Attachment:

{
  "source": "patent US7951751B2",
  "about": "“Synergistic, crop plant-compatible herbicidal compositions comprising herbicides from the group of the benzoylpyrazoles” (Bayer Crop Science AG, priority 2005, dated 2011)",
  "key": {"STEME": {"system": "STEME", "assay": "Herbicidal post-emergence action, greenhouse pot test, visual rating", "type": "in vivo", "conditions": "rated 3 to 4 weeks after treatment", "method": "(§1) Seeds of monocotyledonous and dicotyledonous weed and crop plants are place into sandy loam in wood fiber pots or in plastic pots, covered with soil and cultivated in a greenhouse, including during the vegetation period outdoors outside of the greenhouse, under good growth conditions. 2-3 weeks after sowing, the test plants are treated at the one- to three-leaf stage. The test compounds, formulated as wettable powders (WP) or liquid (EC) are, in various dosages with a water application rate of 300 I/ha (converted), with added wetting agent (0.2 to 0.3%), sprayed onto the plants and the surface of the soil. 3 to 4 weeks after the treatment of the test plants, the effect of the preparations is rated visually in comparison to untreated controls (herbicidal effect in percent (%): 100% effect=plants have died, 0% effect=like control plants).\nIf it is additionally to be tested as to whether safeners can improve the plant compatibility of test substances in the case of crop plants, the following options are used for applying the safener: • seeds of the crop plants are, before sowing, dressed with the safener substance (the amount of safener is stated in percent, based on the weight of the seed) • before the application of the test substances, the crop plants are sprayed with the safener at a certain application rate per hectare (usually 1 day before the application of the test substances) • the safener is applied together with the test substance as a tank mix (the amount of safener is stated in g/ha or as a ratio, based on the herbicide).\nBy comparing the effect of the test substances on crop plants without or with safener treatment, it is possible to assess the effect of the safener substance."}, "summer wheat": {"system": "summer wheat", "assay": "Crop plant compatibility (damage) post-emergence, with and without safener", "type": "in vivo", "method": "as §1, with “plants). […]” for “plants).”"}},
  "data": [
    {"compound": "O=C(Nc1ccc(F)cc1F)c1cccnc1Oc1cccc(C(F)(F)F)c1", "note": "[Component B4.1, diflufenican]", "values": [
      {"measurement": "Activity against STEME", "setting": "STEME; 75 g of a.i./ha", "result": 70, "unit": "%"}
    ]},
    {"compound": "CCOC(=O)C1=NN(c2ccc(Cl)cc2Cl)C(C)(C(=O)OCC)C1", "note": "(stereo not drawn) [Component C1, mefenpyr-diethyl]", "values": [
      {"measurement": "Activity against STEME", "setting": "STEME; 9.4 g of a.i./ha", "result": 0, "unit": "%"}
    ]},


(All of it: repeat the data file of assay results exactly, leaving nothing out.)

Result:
{
  "source": "patent US7951751B2",
  "about": "“Synergistic, crop plant-compatible herbicidal compositions comprising herbicides from the group of the benzoylpyrazoles” (Bayer Crop Science AG, priority 2005, dated 2011)",
  "key": {"STEME": {"system": "STEME", "assay": "Herbicidal post-emergence action, greenhouse pot test, visual rating", "type": "in vivo", "conditions": "rated 3 to 4 weeks after treatment", "method": "(§1) Seeds of monocotyledonous and dicotyledonous weed and crop plants are place into sandy loam in wood fiber pots or in plastic pots, covered with soil and cultivated in a greenhouse, including during the vegetation period outdoors outside of the greenhouse, under good growth conditions. 2-3 weeks after sowing, the test plants are treated at the one- to three-leaf stage. The test compounds, formulated as wettable powders (WP) or liquid (EC) are, in various dosages with a water application rate of 300 I/ha (converted), with added wetting agent (0.2 to 0.3%), sprayed onto the plants and the surface of the soil. 3 to 4 weeks after the treatment of the test plants, the effect of the preparations is rated visually in comparison to untreated controls (herbicidal effect in percent (%): 100% effect=plants have died, 0% effect=like control plants).\nIf it is additionally to be tested as to whether safeners can improve the plant compatibility of test substances in the case of crop plants, the following options are used for applying the safener: • seeds of the crop plants are, before sowing, dressed with the safener substance (the amount of safener is stated in percent, based on the weight of the seed) • before the application of the test substances, the crop plants are sprayed with the safener at a certain application rate per hectare (usually 1 day before the application of the test substances) • the safener is applied together with the test substance as a tank mix (the amount of safener is stated in g/ha or as a ratio, based on the herbicide).\nBy comparing the effect of the test substances on crop plants without or with safener treatment, it is possible to assess the effect of the safener substance."}, "summer wheat": {"system": "summer wheat", "assay": "Crop plant compatibility (damage) post-emergence, with and without safener", "type": "in vivo", "method": "as §1, with “plants). […]” for “plants).”"}},
  "data": [
    {"compound": "O=C(Nc1ccc(F)cc1F)c1cccnc1Oc1cccc(C(F)(F)F)c1", "note": "[Component B4.1, diflufenican]", "values": [
      {"measurement": "Activity against STEME", "setting": "STEME; 75 g of a.i./ha", "result": 70, "unit": "%"}
    ]},
    {"compound": "CCOC(=O)C1=NN(c2ccc(Cl)cc2Cl)C(C)(C(=O)OCC)C1", "note": "(stereo not drawn) [Component C1, mefenpyr-diethyl]", "values": [
      {"measurement": "Activity against STEME", "setting": "STEME; 9.4 g of a.i./ha", "result": 0, "unit": "%"}
    ]},